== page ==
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raysouth   

For smaller patterns, I draw them out on paper, then laminate them and cut them out. A decent cheap laminator runs about $30 at Wal-mart, Target, or even Walgreens. I just randomly tried making some patterns from dollar-store cutting boards (the thin flexible plastic ones, in a 3-pack) for laying out the ends and holes on dog collars and belts. Works pretty good, sharpie wipes off easily enough with rubbing alcohol, and my punches go right through them without hurting the blades.

Hello Sporq,

Laminating is a great idea. I use a laminator that will do sheets @ 10" wide by whatever length I have laminating pouches for but never thought of using it to make patterns. I usually cut mine from plastic sheets, if I intend to use more than once, or file folders for single use.

Probably could do the same with the self laminating sheets from office supply stores.

At times, we can be so close to a good idea that it slips past, unless we have the good fortune to find a site and folks as here, we may never discover a great process.

Thanks again.

God Bless.

Ray

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If you want a more permanent pattern, check out http://www.blackriverlaser.com Joyce is great to work with.

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biglew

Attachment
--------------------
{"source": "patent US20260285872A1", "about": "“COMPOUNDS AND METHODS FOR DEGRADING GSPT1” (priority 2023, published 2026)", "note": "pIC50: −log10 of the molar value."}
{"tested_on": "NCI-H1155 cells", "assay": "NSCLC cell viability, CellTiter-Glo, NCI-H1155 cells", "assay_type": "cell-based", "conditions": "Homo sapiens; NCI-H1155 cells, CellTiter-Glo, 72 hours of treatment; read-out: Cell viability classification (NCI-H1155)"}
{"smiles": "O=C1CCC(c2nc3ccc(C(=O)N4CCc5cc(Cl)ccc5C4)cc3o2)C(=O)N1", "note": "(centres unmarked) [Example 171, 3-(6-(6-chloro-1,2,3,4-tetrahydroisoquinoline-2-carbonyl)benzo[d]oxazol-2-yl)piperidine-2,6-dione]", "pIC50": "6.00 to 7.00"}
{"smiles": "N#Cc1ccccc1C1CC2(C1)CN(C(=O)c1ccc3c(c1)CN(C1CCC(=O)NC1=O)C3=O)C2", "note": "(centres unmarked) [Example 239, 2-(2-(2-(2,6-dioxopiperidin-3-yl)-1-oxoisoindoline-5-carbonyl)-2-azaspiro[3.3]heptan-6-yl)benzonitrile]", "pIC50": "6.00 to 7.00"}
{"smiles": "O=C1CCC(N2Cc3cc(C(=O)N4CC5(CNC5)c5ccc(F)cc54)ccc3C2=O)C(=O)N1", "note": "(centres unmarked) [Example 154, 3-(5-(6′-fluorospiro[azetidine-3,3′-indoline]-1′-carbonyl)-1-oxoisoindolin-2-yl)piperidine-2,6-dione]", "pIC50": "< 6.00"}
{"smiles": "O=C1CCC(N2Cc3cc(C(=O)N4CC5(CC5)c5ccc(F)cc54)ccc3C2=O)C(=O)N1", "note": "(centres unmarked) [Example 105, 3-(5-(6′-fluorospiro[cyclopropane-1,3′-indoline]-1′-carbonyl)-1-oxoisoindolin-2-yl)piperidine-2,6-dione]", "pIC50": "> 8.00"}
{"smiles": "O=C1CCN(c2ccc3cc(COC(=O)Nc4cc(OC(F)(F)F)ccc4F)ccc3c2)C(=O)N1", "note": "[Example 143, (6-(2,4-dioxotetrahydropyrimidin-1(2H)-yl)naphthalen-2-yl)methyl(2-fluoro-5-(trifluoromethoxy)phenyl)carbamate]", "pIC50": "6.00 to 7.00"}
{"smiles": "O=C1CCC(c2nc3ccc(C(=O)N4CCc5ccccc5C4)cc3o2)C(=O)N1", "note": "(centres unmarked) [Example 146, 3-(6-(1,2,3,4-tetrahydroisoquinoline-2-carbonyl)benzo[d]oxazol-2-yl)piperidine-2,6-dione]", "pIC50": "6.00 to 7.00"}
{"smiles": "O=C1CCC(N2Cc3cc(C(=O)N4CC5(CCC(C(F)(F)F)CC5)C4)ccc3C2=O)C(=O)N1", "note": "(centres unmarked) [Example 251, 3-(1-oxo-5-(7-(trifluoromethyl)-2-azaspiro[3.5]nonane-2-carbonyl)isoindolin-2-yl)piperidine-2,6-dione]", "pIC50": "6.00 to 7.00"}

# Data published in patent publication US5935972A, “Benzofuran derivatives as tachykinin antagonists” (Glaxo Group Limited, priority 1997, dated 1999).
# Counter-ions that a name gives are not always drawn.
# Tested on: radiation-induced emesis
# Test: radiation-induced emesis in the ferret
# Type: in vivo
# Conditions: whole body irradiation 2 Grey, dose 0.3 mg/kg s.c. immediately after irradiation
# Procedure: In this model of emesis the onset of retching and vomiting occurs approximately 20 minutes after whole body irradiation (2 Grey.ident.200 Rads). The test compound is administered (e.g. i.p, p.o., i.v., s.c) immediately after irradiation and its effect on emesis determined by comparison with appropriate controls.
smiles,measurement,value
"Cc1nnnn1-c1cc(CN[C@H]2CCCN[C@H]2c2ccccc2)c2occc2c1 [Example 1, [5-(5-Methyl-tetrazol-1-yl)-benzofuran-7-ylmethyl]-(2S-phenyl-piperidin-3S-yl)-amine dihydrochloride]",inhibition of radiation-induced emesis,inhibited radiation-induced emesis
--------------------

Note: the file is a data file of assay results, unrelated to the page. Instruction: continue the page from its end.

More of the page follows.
I use matt board you can get in any art store of framing store .. or micheals...

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I have the perfect cardboard to use. I own an upholstery shop and we use a product to make our patterns. It's called chipboard. Most shops buy it by the 100 count. They are usually 30" x 48" in size and about 2-3 times the thickness of cereal boxes. easy to cut and really cheap. Maybe .75 cents @. Give that a try. Sorry If you were closer I'd just give you a few.

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Go to your local laminated flooring distributor(i.e. Lumber Liquidators,etc.). The pressed-paper top covers they put on laminates pallets are perfect thickness for long lasting templates.Thicker than posterboard, thinner than corrugated cardboard. Ask politely how they dispose of them. Odds are they'll give you all you need.

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I use these sheets, buy them on eBay for $8.99 and they last forever,

Flexible Lightweight Translucent Polyethylene Plastic Stencil Sheet 24x24x1/25